Standard registration is $75. Harvard faculty and staff is $20, and registration for full-time students is only $10. Tickets are limited, so register soon!
Please refer to our website or contact firstname.lastname@example.org for more information.
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Tagged adam bosworth, ashish jha, conference, david cutler, esther dyson, event, harvard, harvard school of public health, john halamka, john moore, phat, public health & technology, steve lohr
Oh, the irony. The first PHAT Conference postponed due to the H1N1 virus.
At 10:58pm on Thursday, April 30, the Harvard School of Public Health sent the following notice:
Classes are cancelled Friday May 1 for HSPH and HMS students while public health authorities continue their investigation of student interactions on the Longwood Campus following the discovery of a possible case of H1N1 flu in a student at Harvard School of Dental Medicine where classes are also cancelled. Students are asked to minimize social contact on the campus until more is known.
The decision to postpone the conference did not come until 9am the morning of May 1. The delay was due to uncertainty as to whether events attended by non-HSPH people should also be cancelled. In the end, all events were also cancelled due to safety concerns.
We are grateful for the tremendous amount of interest in the conference and for the help of all our volunteers. We plan to reschedule the conference as soon as possible. I will post updates about the conference at www.hsph.harvard.edu/phat and on this blog.
Julio Frenk, former Mexican Minister of Health and HSPH Dean, submitted a NY Times op-ed on April 30 entitled Mexico’s Fast Diagnosis stating that approximately 10,000 Mexicans die each year due to the flu. There have now been 140 confirmed cases of swine flu in the US.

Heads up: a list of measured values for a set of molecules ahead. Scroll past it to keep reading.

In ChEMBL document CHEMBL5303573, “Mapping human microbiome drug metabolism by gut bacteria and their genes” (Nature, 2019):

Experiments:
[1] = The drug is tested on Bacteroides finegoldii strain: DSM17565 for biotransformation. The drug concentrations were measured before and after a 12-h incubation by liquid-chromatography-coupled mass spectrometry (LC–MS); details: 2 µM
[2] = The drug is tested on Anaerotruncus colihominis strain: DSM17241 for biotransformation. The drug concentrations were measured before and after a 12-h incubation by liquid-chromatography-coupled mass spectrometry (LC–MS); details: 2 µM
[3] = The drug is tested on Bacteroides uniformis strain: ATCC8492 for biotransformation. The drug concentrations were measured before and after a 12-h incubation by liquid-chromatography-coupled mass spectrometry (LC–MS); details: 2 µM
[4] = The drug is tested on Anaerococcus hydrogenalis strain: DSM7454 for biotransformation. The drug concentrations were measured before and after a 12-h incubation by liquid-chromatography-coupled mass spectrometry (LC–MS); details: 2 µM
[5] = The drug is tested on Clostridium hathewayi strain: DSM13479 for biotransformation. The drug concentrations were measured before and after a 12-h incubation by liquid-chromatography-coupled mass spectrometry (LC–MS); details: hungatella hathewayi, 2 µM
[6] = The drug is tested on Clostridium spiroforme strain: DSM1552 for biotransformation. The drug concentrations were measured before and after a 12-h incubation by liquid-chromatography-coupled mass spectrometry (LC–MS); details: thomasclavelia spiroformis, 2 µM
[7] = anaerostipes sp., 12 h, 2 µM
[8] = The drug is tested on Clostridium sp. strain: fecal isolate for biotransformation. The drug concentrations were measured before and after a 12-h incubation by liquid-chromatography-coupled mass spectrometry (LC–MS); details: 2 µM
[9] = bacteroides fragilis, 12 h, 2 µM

By the end of Friday, May 1, there were 2 confirmed cases among dental students and 7 probable cases. All are recovering well.
Ashish Jha, Assistant Professor of Health Policy & Management at the Harvard School of Public Health and practicing physician at the VA, discussed the digitization of health records on NPR’s OnPoint on Wednesday, April 22. You can hear the entire episode here at OnPoint Radio’s site: http://www.onpointradio.org/2009/04/tracking-electronic-medical-records. My favorite quote, in response to why automate a broken system rather than fix the fundamental problem:
“We can’t fix the healthcare system without IT, but IT alone can’t fix it.”
Dr. Ashish Jha also recently published an excellent article entitled Use of Electronic Health Records in U.S. Hospitals in the New England Journal of Medicine. Dr. Jha and colleagues found that only 1.5% of hospitals have comprehensive electronic medical record (EMR) systems and an additional 7.6% have basic EMR systems. Hospitals cited capital costs and high maintenance costs as primary obstacles to adoption. President Obama’s plan for every American to have an electronic health record by 2014 appears even more ambitious in light of these numbers.
Dr. Ashish Jha will be speaking at the Public Health & Technology Conference on Friday, May 1 at the Harvard School of Public Health. Details of the conference and free registration are available here: www.hsph.harvard.edu/phat.